The United Methodist Book of Discipline, the denomination’s law book, since 1972 has proclaimed the practice of homosexuality “incompatible with Christian teaching.” The book prohibits United Methodist churches from hosting and clergy from performing “ceremonies that celebrate homosexual unions.” The 2012 General Conference, when it met April 24-May 4 in Tampa, Fla., rejected efforts to change that language, including a proposal to say the church was in disagreement about homosexuality. General Conference, the denomination’s top lawmaking assembly, will next convene in 2016. Officiating at same-sex unions is a chargeable offense under the Book of Discipline. Clergy convicted in a church court can face a loss of clergy credentials or lesser penalties. However, church law does not censure those who disagree with church teaching on this matter — only those who actually take actions that violate church law. The Book of Discipline also states that marriage is between a man and a woman.

SPRING CITY, Pa. (UMNS)— The trial of the Rev. Frank Schaefer is under way after four potential jurors were eliminated during jury selection Nov. 18. Thirteen jurors and two alternates have been seated. Schaefer, a pastor in the Eastern Pennsylvania Annual (regional) Conference officiated at the same-sex wedding of his son five years ago. A complaint was filed one month before the statute of limitations ran out, and word of the trial became public Sept. 20. Schaefer, pastor of Zion United Methodist Church of Iona in Lebanon, Pa., said he “followed his heart” when his son, Tim, asked him to officiate at his wedding in 2007. Jurors were asked if they could be open to the facts they would hear in court and whether they had read or heard reports in the news media. This led to the elimination of two of the four potential jurors because they said they felt they had made up their minds on whether church law has been broken. Retired Bishop Alfred Gwinn Jr., who is presiding, reminded the gathering that this court represented a “Christian community coming together to resolve an issue.” He said serious issues had to be resolved in “fair and impartial” ways to ensure “integrity of process.” Witnesses would not take oaths because they are “called to a standard higher than the oath,” Gwinn said of the church hearing. Gwinn asked each of the first 23 potential jurors whether they had any “bias, prejudice or opinions” about the involved parties that would prevent them from fairly trying the case. He then asked the same question about their understanding of the United Methodist Book of Discipline. The bishop when dismissing  jurors inquired about involvement in the same-sex marriage of two men at Arch Street United Methodist on Nov. 9. He stipulated the privacy of their identity would be respected but two of the potential jurors were dismissed. After the jurors were seated, Gwinn explained to them that both sides of the trials had agreed to two facts. First, Schaefer had performed a same-sex ceremony that involved his son and partner in the Commonwealth of Massachusetts on April 28, 2007.  Second, Schaefer signed a certificate of marriage that stated he “solemnized the marriage” and that he was ordained United Methodist clergy of The United Methodist Church.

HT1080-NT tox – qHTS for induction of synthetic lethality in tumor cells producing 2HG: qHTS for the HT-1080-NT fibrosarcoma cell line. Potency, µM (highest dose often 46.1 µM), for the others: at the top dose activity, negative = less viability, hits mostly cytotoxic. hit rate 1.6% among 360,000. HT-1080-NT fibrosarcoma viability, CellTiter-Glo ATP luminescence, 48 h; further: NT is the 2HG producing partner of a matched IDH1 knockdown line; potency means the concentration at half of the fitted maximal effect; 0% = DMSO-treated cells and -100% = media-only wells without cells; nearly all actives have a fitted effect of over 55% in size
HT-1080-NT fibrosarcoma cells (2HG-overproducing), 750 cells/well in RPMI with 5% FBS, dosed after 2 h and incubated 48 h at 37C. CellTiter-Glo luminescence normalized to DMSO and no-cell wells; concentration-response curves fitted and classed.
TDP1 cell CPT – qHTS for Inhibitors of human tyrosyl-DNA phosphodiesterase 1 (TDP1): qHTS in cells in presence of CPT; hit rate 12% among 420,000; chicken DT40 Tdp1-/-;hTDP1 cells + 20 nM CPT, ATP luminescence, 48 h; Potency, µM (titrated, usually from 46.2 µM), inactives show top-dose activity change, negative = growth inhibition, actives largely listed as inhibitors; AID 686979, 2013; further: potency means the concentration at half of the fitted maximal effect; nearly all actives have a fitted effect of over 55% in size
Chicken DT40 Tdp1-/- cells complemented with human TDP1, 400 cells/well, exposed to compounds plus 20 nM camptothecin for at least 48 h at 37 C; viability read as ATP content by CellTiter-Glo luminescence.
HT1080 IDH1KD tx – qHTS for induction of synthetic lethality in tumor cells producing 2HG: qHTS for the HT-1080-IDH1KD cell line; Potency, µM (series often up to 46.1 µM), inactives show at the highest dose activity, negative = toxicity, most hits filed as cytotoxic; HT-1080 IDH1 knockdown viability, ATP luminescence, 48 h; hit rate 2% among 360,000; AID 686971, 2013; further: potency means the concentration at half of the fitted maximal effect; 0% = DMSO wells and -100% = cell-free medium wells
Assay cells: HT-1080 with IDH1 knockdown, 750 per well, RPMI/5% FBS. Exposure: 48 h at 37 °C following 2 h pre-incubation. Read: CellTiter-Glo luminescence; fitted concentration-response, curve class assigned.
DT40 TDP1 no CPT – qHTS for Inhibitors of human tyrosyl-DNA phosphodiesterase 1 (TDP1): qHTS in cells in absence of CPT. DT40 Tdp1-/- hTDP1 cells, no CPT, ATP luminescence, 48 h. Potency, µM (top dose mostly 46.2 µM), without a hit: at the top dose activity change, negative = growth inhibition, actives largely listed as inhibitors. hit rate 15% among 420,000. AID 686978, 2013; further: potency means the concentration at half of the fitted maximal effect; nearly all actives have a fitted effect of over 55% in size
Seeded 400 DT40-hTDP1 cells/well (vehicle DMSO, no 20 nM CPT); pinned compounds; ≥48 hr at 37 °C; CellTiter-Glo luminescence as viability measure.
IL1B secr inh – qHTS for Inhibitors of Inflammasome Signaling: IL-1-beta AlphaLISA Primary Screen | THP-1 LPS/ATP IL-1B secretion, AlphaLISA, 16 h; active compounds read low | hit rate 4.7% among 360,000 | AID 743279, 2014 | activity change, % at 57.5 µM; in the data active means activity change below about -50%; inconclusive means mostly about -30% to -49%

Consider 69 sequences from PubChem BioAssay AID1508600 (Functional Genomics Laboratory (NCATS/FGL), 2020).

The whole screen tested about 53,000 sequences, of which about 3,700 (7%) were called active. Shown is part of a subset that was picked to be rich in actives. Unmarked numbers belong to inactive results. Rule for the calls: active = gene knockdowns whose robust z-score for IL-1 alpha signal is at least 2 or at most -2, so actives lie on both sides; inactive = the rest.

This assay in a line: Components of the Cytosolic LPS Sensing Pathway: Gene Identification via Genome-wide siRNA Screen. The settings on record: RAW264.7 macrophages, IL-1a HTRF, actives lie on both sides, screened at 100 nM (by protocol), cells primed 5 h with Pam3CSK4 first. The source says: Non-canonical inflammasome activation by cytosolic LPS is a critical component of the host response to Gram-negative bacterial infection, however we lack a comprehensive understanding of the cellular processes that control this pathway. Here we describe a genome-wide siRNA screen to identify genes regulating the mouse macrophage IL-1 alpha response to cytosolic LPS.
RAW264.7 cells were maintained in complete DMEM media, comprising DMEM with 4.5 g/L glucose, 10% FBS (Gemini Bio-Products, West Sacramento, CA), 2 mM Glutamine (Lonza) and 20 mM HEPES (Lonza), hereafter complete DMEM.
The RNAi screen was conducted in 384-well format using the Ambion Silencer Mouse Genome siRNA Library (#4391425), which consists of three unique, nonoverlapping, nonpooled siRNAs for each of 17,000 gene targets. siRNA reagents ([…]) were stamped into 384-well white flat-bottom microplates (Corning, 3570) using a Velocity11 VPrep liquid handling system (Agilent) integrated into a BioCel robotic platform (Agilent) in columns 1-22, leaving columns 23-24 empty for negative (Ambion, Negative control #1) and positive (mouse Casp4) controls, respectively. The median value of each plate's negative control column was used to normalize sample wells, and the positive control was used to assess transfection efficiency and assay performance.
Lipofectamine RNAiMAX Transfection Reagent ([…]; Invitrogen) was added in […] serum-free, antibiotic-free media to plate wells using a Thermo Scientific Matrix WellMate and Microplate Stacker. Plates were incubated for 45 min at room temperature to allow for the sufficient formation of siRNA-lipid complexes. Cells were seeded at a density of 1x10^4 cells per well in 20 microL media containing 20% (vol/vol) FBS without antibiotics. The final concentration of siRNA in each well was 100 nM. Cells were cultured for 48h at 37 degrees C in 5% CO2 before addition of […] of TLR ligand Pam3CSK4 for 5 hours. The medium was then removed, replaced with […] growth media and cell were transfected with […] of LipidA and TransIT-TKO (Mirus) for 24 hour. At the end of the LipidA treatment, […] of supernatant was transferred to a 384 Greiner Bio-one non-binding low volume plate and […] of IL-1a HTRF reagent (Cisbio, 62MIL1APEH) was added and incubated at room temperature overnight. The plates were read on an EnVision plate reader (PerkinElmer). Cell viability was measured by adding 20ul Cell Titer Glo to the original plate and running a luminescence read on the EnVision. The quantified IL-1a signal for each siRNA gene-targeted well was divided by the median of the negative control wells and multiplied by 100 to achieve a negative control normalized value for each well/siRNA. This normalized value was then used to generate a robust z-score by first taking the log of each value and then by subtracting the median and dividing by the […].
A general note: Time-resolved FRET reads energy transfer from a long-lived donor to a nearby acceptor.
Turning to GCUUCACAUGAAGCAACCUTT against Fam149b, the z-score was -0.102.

Schaefer declared “not guilty” to both of the charges he faces, which fall under the 2004 Book of Discipline. He is accused of violating these two parts of Paragraph 2702.1: (b) practices declared by The United Methodist Church to be incompatible with Christian teachings,15 including but not limited to: being a self-avowed practicing homosexual; or conducting ceremonies which celebrate homosexual unions; or performing same-sex wedding ceremonies;** (d) disobedience to the order and discipline of The United Methodist Church.

Counsel for the church, The Rev. Christopher Fisher, told jurors in his opening that the trial was meant to address whether Schaefer had violated church policy as stated in The United Methodist Book of Discipline. Fisher said the trial arose out of a complaint filed by Jon Boger, a life-long member of Zion United Methodist Church in Iona, Pa., and a parishioner in Schaefer’s church. Fisher told the jury that Boger “was dismayed to learn that his pastor may have done something to violate the discipline.” Boger filed with Bishop Peggy Johnson of the Eastern Pennsylvania Annual (regional) Conference 26 days before the statute of limitations expired and he is a potential witness in the trial. Counsel for Schaefer, the Rev. Robert G. Coombe, defended Schaefer, calling him a trained and well-practiced clergy person who had carried out his ministry with compassion and grace. “Frank’s crime is that he prayed God’s blessing upon the love and commitment of two people,” he said. It was not anyone, but his son, Coombe said. “He preaches God’s love for everyone, then he had to extend that love to his own son. “Frank does not deny that he performed the ceremony,” said Coombe. “He did this wedding as an act of love” detailing that the ceremony was private, 300 miles away in a commonwealth where same-sex unions were legal. Schaeffer had informed his superiors, but not his congregation.

* Gilbert is a multimedia reporter for the young adult content team at United Methodist Communications, Nashville, Tenn. Contact her at (615) 742-5470 or newsdesk@umcom.org. Martini is a freelance writer based in Glen Mills, Pa.